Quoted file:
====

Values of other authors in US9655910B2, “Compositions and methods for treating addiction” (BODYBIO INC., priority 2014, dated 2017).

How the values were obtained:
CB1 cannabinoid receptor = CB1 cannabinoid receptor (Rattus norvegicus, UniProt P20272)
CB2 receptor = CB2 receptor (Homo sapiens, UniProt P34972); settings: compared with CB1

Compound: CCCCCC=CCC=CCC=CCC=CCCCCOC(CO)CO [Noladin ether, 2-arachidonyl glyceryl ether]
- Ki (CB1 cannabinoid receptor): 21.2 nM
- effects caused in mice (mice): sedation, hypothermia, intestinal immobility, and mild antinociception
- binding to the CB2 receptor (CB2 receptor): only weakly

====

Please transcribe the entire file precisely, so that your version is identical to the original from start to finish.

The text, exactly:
Values of other authors in US9655910B2, “Compositions and methods for treating addiction” (BODYBIO INC., priority 2014, dated 2017).

How the values were obtained:
CB1 cannabinoid receptor = CB1 cannabinoid receptor (Rattus norvegicus, UniProt P20272)
CB2 receptor = CB2 receptor (Homo sapiens, UniProt P34972); settings: compared with CB1

Compound: CCCCCC=CCC=CCC=CCC=CCCCCOC(CO)CO [Noladin ether, 2-arachidonyl glyceryl ether]
- Ki (CB1 cannabinoid receptor): 21.2 nM
- effects caused in mice (mice): sedation, hypothermia, intestinal immobility, and mild antinociception
- binding to the CB2 receptor (CB2 receptor): only weakly